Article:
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NCJRS Abstract

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NCJ Number: 210712 Find in a Library
Title: Providing Educational Support for Female Ex-Inmates: Project PROVE as a Model for Social Reintegration
Journal: Journal of Correctional Education  Volume:56  Issue:2  Dated:June 2005  Pages:146-157
Author(s): Patricia Case; David Fasenfest; Rosemary Sarri; Anna Phillips
Date Published: June 2005
Page Count: 12
Type: Program/Project Description
Format: Article
Language: English
Country: United States of America
Annotation: This article describes the features and presents the evaluation findings for Michigan's Project PROVE (Post Release Opportunities for Vocational Education), which provides support and manages postrelease services for female offenders.
Abstract: PROVE's goal is to provide released women offenders with vocational training and education along with services for obtaining employment after release. PROVE also offers services pertinent to life stabilization; quality of life; and a reduction in factors that contribute to recidivism, such as family concerns, parenting issues, employment discrimination, health issues, and substance use. At the time of its evaluation 3 years after initiation, PROVE had provided women with vocational programs and education, housing services, family services, and substance abuse treatment. Of the 80 intakes at the program's start, 72 completed the orientation programs, 46 completed applications for educational enrollment, and 41 went on to enroll in a vocational or a college program. At the time of the evaluation 19 were still enrolled in school, and 12-14 were exploring school options. The evaluation reviewed data from intake files, and 20 women were selected for in-depth interviews to assess how they fared in the program. The evaluation's goal was to identify any barriers posed by the program, if any, and what individual circumstances might have inhibited successful postrelease outcomes. They were also asked to suggest ways the program might be improved. Although the women's experiences in the programs were generally positive in helping them with vocational training and continuing education, their needs went beyond simply getting into class or receiving help with tuition payments. Most were faced with inadequate housing, family problems, lack of income, and health problems. The women's suggestions for improving the program included transportation services, public education and laws regarding employment discrimination against ex-offenders, and more emotional and transitional support. 19 references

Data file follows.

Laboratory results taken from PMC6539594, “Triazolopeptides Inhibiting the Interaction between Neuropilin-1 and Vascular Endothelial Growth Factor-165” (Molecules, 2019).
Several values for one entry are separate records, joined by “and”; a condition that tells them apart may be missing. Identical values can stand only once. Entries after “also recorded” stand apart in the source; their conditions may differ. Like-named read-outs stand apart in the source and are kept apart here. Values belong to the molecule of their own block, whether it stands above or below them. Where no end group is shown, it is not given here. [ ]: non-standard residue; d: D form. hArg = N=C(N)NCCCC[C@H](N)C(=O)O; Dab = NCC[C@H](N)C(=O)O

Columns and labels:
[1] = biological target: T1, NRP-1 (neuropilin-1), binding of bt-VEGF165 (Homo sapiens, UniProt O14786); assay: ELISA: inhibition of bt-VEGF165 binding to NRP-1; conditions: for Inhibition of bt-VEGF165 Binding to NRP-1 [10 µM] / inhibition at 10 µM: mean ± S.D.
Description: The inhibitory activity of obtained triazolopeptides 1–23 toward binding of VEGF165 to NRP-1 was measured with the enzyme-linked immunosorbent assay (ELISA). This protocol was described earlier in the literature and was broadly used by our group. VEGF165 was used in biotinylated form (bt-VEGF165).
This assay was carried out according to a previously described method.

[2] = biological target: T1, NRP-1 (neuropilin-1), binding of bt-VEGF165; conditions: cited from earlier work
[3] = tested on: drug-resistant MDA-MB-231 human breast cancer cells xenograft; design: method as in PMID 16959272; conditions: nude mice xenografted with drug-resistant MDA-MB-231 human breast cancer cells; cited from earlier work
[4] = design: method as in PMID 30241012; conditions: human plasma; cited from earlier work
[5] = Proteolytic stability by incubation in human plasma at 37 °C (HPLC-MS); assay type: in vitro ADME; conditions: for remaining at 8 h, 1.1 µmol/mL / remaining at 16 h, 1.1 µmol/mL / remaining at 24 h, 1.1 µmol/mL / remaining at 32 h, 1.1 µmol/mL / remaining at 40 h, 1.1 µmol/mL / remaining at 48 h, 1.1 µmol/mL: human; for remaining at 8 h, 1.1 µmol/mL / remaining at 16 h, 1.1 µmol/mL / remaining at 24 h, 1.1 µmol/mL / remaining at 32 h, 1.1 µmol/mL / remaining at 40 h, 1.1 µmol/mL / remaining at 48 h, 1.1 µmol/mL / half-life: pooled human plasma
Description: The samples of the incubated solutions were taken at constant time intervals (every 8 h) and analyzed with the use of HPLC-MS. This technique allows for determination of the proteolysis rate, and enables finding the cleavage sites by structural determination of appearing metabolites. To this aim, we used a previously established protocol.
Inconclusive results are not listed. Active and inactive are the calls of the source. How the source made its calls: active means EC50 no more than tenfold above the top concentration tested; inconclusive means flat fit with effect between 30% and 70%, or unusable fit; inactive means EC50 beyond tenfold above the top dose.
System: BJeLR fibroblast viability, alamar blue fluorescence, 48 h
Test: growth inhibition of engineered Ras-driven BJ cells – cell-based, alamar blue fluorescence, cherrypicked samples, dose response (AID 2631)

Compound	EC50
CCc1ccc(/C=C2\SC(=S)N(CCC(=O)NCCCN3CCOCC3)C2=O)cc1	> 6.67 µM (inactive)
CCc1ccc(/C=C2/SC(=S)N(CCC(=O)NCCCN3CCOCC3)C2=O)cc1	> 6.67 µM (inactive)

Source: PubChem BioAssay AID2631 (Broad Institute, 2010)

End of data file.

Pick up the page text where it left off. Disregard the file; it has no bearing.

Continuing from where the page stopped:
Main Term(s): Corrections policies
Index Term(s): Corrections effectiveness; Female inmates; Female offenders; Inmate Education Assistance Programs; Interagency cooperation; Michigan; Post-release programs; Social reintegration
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